Horse Racing Plan Missed Starting Gate Yet Taxpayers Foot $40,000 Bill Each Year
Kim Bell Post-Dispatch Jefferson City Bureau, St Louis Post-Dispatch (MO)
No betting windows, no winner's circle, no grandstand packed with horse-racing enthusiasts.
Ten years after Missouri voters approved parimutuel wagering, the state has yet to see the construction of a single racetrack. And chances for one are slim.
The Missouri Horse Racing Commission last met more than a year ago. No racetrack applications are pending. The last one was withdrawn in 1990.
Still, taxpayers spend more than $40,000 a year on the office - most of it on the salary of the sole employee, a woman who says her main duty is answering inquiries from breeders and horse owners.
Jane R. Scheel is paid about $38,000 a year as acting executive director for the commission. "I'm here to answer any and all calls," Scheel said.
Earlier this month, State Rep. Zane Yates, R-Oakville, persuaded the House to drop the commission's budget to zero. Until an application comes in, the commission's only real duty is to wait, Yates argued.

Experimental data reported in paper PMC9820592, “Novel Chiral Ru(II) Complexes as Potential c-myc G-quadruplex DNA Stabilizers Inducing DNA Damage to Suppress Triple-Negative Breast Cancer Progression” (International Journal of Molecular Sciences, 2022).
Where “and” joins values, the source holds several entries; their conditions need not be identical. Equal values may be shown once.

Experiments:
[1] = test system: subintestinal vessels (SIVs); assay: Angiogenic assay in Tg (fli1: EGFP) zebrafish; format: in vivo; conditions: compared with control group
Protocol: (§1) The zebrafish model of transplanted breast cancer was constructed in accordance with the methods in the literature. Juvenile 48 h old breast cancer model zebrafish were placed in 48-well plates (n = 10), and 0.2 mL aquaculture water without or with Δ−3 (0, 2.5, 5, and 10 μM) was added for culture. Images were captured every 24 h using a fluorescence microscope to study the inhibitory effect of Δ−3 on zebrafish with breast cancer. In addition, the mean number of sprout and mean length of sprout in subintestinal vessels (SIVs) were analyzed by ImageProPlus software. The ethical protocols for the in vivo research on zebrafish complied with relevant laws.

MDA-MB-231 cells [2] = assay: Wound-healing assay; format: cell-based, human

"It's ridiculous we're spending this much money to be at-the-ready," Yates said. "We pay firefighters to be ready. To fund a commission that is doing nothing is wasted money."
Others stressed patience.
"We don't have horse racing, but let's leave it in there and see what happens and give it an opportunity to work," said Rep. Sam Leake, D-Laddonia.
The budget, which earmarks no money for the commission, now goes to the Senate.
Since its inception, the commission has handled 12 track applications. All were either rejected or withdrawn. Chances for a track are slim until the state allows off-track betting to make the venture profitable, Scheel said. A bill to do that is pending in the Senate.
Analysts say riverboat casinos, which opened last year, also threaten the success of any racetracks by offering gamblers another option for their bets.
In 1984, voters set up the Horse Racing Commission and approved parimutuel racing in a constitutional amendment. As a result, only the voters can dissolve the commission.
Yates took another tack. He won House approval to turn the duties of the Horse Racing Commission over to the Missouri Gaming Commission. Under Yates' plan, Scheel would lose her job and the Gaming Commission's current staff would pick up the slack without hiring more people. …